Stakeholder voices

Supporting Workers and Families through a Pandemic: A Q&A with David Zammiello

Elisabeth JacobsDecember 30, 2020
David Zammiello

David Zammiello is a member of the WorkRise Leadership Board. He is the president and chief executive officer of Project QUEST, a nonprofit workforce development organization providing comprehensive support to help underemployed and unemployed adults achieve living-wage employment. Project QUEST has been commended for its positive outcomes long after graduates exit the program. In a nine-year study completed in April 2019, participants were shown to be earning $5,000 per year more than a nonparticipant control group.

As president and CEO, Zammiello is responsible for all aspects of QUEST program service delivery, including strategy. In 2016, Zammiello retired from the United Services Automobile Association (USAA) after 32 years, including more than 20 years of leading high-performing teams and implementing strategic business plans. While at USAA, he served in highly visible executive leadership roles within human resources related to recruiting, compensation, diversity, and employee relations. Zammiello holds an associate’s degree from San Antonio College, a bachelor’s degree in accounting from the University of Texas at San Antonio, and a master’s degree from St. Mary’s University.

In a conversation with Elisabeth Jacobs, WorkRise’s acting executive director, Zammiello shares his perspective on supporting clients and jobseekers during the COVID-19 pandemic, Project QUEST’s emphasis on wraparound services, and strategies for coping with fiscal uncertainties.

Elisabeth Jacobs: Tell me a little bit about how the pandemic has affected the San Antonio region and your work at Project QUEST.

David Zammiello: San Antonio was one of the first communities to establish a stay-at-home order and really shut things down early in March, so we weathered it very well health-wise. But San Antonio’s economy is predominantly driven by hospitality, tourism, hotels, restaurants, and businesses, so large numbers of people in those industries have filed for unemployment. The unemployment rate was over 12 percent in May, but fortunately, that came down to 6.3 percent at the end of October—an improvement, but still higher than we would like it to be.

Project QUEST was immediately involved in an evaluation of the future of jobs after the COVID-19 pandemic in our three industries: health care, information technology, and manufacturing and trade. About two years ago, we were fortunate enough to win a $1 million grant from the Rockefeller Communities Thrive Challenge Grant, which allowed us to invest in new systems and technology to move toward a digital environment.

EJ: I’m curious to hear what moving Project QUEST online has meant for your clients. What do their lives look like right now?

DZ: Project QUEST is a workforce intermediary, so we work with training partners across the community to leverage current resources. We work with about 15 different organizations that have training capabilities serving about 1,000 participants. As you would imagine, there was a rapid conversion to online learning for our participants. And the people we serve have many barriers to economic security: an unstable family situation, living on the thresholds of poverty—at or below 200 percent of the federal poverty level. For the underserved community, navigating daily life is already difficult, and now you couple that with kids at home, difficulties adjusting to online learning, and, generally, dealing with an elevated level of uncertainty.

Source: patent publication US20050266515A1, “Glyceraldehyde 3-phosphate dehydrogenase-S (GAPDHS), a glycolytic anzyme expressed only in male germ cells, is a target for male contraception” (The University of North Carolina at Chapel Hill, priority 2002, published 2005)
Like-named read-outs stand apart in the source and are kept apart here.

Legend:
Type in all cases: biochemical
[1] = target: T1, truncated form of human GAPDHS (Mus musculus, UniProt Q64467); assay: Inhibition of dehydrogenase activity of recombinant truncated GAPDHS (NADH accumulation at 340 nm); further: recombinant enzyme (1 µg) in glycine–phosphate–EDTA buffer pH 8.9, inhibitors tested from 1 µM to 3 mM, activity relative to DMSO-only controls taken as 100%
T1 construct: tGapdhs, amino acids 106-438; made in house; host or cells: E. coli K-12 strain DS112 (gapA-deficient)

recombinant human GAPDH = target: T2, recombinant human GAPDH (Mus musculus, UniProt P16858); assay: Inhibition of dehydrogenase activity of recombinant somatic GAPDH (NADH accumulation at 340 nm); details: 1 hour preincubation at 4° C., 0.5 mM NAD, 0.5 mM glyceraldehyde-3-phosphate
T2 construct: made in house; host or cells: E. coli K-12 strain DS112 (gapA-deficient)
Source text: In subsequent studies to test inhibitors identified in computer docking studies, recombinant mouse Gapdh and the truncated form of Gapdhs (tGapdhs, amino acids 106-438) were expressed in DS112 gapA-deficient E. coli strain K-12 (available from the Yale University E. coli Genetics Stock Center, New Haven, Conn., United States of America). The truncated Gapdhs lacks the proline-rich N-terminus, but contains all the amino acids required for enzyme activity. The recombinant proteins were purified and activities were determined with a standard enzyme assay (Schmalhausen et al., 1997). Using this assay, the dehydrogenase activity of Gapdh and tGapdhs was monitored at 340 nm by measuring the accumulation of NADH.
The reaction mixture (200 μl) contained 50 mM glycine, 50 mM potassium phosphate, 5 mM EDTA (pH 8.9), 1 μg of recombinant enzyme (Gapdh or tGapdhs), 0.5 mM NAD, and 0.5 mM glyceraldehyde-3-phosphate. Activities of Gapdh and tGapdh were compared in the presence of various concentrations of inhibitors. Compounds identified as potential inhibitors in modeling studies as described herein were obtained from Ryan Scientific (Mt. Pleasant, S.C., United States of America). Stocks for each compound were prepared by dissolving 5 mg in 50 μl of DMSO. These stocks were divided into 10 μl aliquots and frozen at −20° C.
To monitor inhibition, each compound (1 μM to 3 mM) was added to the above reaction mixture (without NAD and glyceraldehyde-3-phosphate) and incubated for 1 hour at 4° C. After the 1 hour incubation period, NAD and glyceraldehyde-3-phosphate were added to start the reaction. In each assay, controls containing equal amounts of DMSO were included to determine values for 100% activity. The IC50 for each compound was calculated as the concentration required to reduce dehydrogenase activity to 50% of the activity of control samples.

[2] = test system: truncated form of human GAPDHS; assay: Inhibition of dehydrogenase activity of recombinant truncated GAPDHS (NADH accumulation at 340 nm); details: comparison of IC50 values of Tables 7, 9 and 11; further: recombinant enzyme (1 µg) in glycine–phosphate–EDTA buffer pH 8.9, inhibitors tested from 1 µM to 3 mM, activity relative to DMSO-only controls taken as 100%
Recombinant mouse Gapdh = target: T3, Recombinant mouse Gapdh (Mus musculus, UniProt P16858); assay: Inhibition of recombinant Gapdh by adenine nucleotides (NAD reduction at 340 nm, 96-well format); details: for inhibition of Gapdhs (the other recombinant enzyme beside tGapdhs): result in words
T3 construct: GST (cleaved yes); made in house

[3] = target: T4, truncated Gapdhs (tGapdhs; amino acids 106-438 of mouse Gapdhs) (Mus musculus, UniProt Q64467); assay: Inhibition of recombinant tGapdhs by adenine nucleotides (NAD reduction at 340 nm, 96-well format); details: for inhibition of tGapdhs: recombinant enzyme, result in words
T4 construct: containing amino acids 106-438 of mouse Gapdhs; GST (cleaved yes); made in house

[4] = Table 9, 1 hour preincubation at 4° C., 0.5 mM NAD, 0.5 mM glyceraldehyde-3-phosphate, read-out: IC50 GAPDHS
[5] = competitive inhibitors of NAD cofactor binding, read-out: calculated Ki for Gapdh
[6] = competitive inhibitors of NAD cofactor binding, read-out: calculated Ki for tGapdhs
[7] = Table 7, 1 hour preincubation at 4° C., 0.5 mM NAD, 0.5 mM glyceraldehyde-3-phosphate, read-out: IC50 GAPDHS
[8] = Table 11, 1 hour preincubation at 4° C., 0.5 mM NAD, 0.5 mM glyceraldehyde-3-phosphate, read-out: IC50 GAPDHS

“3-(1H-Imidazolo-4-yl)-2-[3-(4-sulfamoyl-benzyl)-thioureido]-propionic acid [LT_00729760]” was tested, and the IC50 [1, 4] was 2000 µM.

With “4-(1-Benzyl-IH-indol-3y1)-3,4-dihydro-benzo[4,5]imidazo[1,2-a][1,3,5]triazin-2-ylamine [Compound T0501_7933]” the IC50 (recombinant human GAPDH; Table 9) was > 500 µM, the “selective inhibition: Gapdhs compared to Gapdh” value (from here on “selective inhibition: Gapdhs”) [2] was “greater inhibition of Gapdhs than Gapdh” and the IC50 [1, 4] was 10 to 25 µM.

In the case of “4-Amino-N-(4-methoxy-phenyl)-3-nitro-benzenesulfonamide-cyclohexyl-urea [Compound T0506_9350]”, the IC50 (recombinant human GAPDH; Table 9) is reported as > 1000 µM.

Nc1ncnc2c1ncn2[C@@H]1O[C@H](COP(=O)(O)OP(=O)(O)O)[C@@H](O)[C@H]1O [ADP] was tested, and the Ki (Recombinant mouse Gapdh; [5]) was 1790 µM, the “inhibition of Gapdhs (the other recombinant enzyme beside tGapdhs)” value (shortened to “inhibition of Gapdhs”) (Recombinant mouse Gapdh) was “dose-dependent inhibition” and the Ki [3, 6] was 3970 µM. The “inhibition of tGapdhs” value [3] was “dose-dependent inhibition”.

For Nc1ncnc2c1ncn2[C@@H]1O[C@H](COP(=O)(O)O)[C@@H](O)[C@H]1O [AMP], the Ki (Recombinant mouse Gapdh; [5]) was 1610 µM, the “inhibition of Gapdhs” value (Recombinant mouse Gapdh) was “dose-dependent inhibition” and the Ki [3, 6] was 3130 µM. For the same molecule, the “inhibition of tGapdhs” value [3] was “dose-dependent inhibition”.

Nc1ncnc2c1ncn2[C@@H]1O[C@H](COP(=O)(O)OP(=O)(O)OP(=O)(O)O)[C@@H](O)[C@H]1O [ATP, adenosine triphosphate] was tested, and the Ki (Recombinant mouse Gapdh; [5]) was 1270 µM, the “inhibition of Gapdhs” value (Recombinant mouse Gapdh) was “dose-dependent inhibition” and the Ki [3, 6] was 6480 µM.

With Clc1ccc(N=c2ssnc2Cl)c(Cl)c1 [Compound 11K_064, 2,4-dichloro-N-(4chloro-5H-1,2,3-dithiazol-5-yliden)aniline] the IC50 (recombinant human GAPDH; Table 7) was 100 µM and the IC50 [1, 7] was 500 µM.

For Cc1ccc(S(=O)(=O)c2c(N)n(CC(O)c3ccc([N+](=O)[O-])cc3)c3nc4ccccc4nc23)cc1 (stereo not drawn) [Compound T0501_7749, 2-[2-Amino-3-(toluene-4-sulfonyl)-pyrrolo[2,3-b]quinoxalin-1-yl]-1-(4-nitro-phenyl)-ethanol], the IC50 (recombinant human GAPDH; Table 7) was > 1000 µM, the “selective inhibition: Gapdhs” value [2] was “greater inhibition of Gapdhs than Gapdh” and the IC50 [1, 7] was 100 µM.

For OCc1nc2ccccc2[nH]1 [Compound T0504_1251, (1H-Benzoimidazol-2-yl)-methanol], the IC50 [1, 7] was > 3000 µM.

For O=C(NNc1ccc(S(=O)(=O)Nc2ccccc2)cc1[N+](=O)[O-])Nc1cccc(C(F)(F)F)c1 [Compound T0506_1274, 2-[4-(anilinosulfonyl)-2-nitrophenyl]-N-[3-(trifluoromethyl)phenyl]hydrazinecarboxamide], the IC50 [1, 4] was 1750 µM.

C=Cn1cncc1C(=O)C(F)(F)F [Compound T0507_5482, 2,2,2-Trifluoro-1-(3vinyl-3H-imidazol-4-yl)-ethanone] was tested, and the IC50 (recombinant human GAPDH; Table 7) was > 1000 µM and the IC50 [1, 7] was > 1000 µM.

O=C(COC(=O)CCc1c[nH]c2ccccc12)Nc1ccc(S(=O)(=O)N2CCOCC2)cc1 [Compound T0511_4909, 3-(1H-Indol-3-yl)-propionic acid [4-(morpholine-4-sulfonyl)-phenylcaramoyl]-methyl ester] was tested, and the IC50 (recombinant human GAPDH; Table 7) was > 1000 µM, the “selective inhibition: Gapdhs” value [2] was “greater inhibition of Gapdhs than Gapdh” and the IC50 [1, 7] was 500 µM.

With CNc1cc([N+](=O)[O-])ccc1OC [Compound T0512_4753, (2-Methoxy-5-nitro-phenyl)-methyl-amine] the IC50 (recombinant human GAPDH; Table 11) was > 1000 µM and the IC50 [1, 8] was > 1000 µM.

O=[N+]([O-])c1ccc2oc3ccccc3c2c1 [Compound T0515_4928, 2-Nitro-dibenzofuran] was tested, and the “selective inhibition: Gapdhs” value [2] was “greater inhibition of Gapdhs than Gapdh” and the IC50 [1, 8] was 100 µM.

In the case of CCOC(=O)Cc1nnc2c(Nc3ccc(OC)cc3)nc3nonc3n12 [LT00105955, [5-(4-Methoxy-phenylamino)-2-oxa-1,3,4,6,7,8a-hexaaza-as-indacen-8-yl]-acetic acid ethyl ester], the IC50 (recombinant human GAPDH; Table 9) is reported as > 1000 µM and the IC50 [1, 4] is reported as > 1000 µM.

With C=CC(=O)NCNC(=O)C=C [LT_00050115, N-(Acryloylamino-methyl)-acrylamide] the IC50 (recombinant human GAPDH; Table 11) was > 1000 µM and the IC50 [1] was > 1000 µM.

Starting in March, our service involved a lot of checking in with our participants about their needs at that moment in time. There were concerns about paying rent or mortgages, buying groceries, and so on. We were able, through tools and our support services, to fully offer support and financial assistance to keep them engaged and moving through the process. Our goal was to make sure they didn’t quit, even under these types of circumstances.

Our model focuses on two things: a cohort meeting and one-on-one support with coaches who each work with about 100 to 120 participants. Reaching out to those participants and staying engaged with them via phone or Zoom was a lot of what we did in the first 90 days and what we have continued to do. We were operational and kept the financial streams open to provide funds where necessary, but there was a lot of listening and then pointing them to other resources to keep their families and situations intact.

We also had a subset of people who had finished training and were in job search mode. In those instances, we are advocating with employers and matching people with job opportunities.

EJ: How would you describe your clients? What are their characteristics?

DZ: Our clients are in search of a better life by improving their skills and obtaining meaningful work that pays family living wage. They seek pathways to true economic mobility. Project QUEST’s participants tend to be single, parents, mostly Hispanic/Latina or African American women. Their average age is 29. They tend to be people who did not have the access or opportunity to get a college education earlier in life. They now have a family of their own to raise and support and find themselves in low-wage jobs seeking to advance their careers and their quality of life.